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other animals in that area. Those motorways needed to be constructed, but in order to minimize the negative effects, specific extra facilities have been built and numerous planned facilities adapted. The most recognizable special facilities are the so-called green bridges, structures that make it possible for animals to cross motorways. Apart from green bridges, many viaducts and other bridges were constructed and extended to allow easier passage for large animals. In the period between 1998 and 2004, six green bridges were constructed, intended primarily for the safe passage of large carnivores in Croatia. In order to serve this purpose they had to be given a special form and size and be located in specially selected places. They were located after a study was done of large carnivores' biology and way of life, of their movement patterns, activities and habitat use. Fencing was also used to channel the animals towards the crossings and sensors recorded who passed by. These were a great success. Predation on livestock by wolves
Predation on livestock increases when animals are left out on mountain sides unattended. Numbers of animals killed also increases when there is a lack of wild ungulates, the preferred food for wolves. This happens when forests are cut down and the natural food source of the wolf is removed by this and over-hunting by people. Domestic and hunting dogs are also killed whenever wolves come across them. This could be more to do with dogs going into a wolfs territory however, it has been suggested that dogs can be an important source of food for wolves in some areas. In Russia its claimed that the wolf limits the stray dog population. Herd protection methods are essential to limit wolf and human conflict. It is noted that countries that have never lost their wild wolf population have retained traditional methods of protecting livestock from wolf predation. Traditional methods of protection include herd protection dogs which cut down predation by wolves and bears on livestock by around 95%. These powerful dogs live out with the herds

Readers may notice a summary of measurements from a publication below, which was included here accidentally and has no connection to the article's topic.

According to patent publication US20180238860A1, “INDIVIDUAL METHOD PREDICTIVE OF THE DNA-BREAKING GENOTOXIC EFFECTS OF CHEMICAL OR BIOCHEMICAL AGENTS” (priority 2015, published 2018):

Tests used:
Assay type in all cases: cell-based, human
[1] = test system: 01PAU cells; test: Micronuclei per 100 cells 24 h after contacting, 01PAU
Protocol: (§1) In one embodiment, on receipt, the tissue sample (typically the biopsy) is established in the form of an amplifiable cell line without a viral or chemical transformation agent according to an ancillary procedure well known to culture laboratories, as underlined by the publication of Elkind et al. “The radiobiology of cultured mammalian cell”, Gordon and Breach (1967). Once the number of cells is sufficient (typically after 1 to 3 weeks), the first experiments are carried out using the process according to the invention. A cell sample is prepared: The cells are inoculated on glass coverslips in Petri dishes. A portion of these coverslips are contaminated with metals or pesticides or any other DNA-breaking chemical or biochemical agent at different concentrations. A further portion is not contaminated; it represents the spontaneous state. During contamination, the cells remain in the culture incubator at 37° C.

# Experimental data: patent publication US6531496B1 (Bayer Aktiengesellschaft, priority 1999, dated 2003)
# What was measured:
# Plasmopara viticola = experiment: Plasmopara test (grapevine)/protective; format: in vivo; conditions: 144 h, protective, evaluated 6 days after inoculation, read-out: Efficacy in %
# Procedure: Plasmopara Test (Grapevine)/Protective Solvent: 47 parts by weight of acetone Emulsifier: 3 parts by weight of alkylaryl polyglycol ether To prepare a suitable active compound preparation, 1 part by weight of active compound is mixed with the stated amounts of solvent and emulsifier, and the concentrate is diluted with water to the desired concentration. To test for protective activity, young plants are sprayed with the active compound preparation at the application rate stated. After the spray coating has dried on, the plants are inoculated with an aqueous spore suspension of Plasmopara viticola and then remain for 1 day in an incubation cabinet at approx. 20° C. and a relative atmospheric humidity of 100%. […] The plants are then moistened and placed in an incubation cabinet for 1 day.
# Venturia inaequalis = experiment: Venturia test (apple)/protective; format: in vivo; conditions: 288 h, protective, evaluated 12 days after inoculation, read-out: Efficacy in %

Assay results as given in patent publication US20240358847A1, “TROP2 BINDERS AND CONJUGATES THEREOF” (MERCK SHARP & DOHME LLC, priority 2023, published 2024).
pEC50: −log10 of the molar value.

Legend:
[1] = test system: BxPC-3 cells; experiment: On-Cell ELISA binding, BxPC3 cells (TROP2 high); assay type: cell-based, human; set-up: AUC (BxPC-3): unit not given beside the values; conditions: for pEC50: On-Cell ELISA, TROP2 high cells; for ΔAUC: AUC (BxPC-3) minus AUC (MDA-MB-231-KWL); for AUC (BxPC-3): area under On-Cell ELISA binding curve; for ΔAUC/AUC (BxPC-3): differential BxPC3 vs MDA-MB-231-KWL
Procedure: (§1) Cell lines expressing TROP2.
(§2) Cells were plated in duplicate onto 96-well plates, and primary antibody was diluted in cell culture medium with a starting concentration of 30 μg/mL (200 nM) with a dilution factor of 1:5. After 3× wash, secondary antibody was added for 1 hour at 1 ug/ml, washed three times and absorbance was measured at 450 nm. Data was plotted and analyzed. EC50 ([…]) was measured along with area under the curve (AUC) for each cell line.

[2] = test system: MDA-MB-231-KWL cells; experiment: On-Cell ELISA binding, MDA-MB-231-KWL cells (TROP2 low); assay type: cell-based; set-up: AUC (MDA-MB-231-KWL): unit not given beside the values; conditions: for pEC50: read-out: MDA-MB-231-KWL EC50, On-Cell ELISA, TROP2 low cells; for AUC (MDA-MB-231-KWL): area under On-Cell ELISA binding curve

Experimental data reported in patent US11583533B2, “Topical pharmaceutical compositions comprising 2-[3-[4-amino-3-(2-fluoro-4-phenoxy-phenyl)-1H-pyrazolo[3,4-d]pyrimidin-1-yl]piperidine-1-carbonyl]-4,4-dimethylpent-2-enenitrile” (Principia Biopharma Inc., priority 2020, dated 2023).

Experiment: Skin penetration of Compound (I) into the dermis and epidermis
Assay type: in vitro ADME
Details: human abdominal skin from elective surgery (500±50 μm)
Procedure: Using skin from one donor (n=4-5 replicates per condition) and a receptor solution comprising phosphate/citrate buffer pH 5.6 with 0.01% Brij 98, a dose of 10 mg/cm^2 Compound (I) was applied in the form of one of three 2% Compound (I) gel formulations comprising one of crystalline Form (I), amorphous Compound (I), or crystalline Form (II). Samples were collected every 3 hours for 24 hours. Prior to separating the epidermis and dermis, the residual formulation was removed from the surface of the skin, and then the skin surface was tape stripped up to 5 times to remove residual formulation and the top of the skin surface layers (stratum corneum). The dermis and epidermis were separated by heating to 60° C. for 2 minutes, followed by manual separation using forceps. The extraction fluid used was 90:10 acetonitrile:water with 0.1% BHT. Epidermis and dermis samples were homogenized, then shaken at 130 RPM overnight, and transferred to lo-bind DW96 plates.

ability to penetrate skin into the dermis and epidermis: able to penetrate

and are very protective towards them. Of course it is also essential to have a human present around the livestock. Various types of fencing are also employed. A cheap form of this is fladry, a simple fence with strips of red material hung from it which terrify the wolves, keeping the stock inside safe as the wolves wont go through it. Electric fencing is also effective for small numbers of animals. Corralling or bringing the livestock in at night is also considered useful protection if feasible.
Human Dimensions in Wildlife Management
Latest studies show that the successful management of a species on a national and international level requires agreement from all interested bodies including hunters, shepherds, forestry workers and conservationists. We are entering a new and exciting era of conservation where co-operation between these parties is essential and successful when facilitated correctly, with all voices heard and all needs catered for. The UK Wolf Conservation Trust is a forerunner in recognising this need and funds a number of wolf management workshops worldwide through the work of human dimensions experts, helping to keep wolves in the wild.